3D Nano-Printing Sensors for High-Fidelity Sensory Manikin Skin in Medical Simulation Training

X. Liu, T. Ko, J. Cai, A. Gnatt, L. Yeh, A. Hoffman, D. Summers
United States

Keywords: 3D nano-printing, sensors, medical simulation training, pressure sensor, abdominal palpation training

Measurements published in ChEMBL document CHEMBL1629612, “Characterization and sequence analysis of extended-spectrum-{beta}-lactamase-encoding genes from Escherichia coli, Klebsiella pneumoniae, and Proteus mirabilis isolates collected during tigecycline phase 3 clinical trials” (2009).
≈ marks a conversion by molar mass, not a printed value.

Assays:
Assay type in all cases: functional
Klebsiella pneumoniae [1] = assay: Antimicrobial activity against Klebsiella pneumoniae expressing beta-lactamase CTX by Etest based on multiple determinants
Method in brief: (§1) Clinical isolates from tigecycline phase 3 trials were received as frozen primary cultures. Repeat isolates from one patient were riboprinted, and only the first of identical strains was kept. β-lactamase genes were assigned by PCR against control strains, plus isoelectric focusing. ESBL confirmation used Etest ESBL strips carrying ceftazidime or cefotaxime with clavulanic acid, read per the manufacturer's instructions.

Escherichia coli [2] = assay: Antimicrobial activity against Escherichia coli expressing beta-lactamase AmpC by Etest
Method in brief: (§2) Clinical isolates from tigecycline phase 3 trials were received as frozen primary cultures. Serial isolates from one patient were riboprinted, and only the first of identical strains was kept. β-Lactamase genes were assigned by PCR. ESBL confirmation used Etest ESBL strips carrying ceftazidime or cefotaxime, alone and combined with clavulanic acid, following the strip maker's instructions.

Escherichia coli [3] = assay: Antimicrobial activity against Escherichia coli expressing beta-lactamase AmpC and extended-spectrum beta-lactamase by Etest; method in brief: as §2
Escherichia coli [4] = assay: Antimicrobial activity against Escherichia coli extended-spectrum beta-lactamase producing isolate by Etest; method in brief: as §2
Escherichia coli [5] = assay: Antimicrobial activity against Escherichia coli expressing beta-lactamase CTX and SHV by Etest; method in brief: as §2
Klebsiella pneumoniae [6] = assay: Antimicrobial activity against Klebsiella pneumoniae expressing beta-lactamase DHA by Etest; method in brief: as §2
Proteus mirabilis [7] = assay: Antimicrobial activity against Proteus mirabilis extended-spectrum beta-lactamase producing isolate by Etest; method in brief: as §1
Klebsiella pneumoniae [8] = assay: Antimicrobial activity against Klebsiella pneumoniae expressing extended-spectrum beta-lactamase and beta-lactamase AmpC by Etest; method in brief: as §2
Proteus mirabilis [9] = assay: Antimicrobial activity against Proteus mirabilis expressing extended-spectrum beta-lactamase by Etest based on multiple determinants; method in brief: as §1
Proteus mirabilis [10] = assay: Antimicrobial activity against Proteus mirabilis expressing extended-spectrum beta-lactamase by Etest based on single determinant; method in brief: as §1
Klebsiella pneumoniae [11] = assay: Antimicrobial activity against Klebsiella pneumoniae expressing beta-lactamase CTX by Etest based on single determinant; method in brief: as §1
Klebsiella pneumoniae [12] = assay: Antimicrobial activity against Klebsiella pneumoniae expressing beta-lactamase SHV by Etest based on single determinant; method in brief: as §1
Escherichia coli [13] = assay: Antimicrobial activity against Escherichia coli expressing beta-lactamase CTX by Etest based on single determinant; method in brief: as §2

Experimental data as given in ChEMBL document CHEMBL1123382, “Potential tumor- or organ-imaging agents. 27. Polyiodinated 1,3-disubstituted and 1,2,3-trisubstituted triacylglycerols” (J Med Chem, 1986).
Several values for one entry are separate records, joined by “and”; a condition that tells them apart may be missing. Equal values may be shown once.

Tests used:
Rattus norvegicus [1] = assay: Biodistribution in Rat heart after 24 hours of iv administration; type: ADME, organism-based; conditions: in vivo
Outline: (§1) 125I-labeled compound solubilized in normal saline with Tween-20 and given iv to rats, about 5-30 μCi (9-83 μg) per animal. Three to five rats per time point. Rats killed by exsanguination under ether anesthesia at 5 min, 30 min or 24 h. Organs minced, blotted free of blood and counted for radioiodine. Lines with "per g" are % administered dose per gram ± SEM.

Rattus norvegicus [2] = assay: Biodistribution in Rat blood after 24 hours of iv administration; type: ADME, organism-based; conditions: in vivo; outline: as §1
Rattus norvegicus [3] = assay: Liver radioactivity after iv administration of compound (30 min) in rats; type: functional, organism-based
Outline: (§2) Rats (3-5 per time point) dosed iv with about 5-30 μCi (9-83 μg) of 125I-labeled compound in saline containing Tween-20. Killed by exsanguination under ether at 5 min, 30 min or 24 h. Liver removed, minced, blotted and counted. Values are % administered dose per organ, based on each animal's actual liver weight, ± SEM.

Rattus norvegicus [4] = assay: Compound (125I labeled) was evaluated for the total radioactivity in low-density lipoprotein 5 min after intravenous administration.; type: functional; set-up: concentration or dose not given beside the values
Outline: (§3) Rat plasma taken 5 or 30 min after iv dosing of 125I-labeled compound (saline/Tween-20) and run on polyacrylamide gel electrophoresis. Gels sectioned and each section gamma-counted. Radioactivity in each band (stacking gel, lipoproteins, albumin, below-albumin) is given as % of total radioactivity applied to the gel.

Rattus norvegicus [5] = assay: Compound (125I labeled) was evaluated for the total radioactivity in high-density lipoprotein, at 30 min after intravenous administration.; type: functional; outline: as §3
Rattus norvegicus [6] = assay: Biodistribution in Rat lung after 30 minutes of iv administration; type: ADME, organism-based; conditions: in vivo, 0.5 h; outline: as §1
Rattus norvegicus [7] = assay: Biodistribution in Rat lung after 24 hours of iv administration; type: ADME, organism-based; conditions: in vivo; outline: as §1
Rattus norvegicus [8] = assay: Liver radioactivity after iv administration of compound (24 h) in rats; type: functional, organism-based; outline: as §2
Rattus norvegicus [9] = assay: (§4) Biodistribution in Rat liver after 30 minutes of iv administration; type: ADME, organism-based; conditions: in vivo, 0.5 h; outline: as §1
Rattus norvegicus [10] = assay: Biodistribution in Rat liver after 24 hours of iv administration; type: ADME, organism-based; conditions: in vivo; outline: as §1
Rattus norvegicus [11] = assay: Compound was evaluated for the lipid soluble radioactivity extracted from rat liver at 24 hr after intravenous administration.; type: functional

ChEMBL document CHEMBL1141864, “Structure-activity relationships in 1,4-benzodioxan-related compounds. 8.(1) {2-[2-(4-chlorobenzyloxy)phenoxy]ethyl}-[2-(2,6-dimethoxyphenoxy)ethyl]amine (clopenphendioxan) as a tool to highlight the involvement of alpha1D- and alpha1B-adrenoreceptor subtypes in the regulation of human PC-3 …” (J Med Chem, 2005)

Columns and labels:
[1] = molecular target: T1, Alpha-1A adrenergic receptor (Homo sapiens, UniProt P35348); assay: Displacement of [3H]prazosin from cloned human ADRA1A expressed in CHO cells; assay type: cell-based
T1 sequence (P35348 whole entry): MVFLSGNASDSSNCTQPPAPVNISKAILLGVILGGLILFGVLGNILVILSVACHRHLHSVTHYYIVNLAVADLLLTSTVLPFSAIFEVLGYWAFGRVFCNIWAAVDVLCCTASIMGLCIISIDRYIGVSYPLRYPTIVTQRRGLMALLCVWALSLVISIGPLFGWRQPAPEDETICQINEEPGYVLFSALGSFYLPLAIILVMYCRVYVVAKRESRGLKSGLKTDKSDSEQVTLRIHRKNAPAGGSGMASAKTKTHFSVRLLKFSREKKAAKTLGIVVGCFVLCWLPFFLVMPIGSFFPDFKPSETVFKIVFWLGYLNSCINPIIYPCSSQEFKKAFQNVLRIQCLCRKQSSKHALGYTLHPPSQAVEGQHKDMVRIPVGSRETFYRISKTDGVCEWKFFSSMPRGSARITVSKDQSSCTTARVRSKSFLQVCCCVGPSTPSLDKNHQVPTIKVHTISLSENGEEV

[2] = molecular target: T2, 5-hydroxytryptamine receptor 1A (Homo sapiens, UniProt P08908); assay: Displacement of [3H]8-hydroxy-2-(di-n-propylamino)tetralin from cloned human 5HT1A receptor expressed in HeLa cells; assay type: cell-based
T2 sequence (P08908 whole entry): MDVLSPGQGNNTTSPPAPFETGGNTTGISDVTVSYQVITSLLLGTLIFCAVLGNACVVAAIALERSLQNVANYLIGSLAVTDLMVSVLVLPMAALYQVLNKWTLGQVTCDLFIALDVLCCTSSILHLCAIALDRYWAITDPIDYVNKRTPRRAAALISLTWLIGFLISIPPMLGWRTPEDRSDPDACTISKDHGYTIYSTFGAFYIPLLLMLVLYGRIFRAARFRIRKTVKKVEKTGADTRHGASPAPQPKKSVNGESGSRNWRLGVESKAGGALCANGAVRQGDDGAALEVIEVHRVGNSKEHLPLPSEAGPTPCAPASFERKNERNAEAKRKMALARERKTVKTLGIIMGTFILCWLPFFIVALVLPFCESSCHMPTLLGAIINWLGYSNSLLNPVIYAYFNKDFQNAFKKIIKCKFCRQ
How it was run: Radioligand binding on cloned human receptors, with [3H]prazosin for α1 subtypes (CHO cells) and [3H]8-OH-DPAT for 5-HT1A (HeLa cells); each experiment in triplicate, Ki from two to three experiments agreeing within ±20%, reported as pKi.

Medical simulation training is an essential tool for healthcare professionals to prepare for a wide range of procedures, such as surgery, emergency medicine, and critical care. Recent advancements in technology have made it possible to create high-fidelity medical simulation manikins. However, due to the integration of various functional parts, the current medical manikins are often bulky and have complex electric connections that can be cumbersome and restrict movement, limiting the replication of the complexity of the human body and the variations that can occur in real patients. Additionally, this drawback induces a lack of realistic sensory feedback in key areas such as abdominal palpation, which is a widely used skill by healthcare professionals to identify abnormalities of the organs and structures within the abdominal cavity. To address these limitations, we propose a revolutionary solution utilizing 3D nano printing technology and proprietary nano inks to directly print sensors onto manikin skin, providing unparalleled high-fidelity sensory feedback. The printed sensor containing conductive nanomaterial presents high accuracy and responsivity, essential for delivering realistic sensory feedback. In addition, the thin layer sensors have a flexible and stretchable nature, making the medical manikin more lightweight and durable. In order to validate the feasibility of the 3D-printed sensor, we performed abdominal palpation on our 3D-printed sensor-integrated manikin with physicians. We applied two levels of force on the abdomen (light and deep palpation) by four-quadrant schemes, and recorded the value of force. The results showed that our sensors printed on the manikin skin could measure the force applied on the manikin’s abdomen with the average force ranges of 8-10 lb and 12-16 lb during light and deep abdominal palpation, respectively. The validation of our technology on this application has revealed that the sensors provide exceptional force and position feedback, significantly improving the convenience and effectiveness of training for healthcare professionals. In addition, we further demonstrated that our printed sensors could be used for palpation for actual patients. We printed sensor units on manikin-skin material and further tested with different physicians and nurses and received satisfied responses in terms of comfort from voluntary patients. Additionally, this technology holds immense potential beyond manikins, such as in smart clothing and wearables, where sensors can be printed to monitor vital signs or detect abnormalities in body temperature. As we continue to advance our research, we are actively exploring the possibility of printing temperature and gas sensors into manikin, further enhancing the realism of medical simulation training. Also, we envision that this technology can be applied to a variety of fields such as medical simulation, wearable electronics, epidermal electronic systems, human-machine interfaces, soft robotics, and other health monitoring device.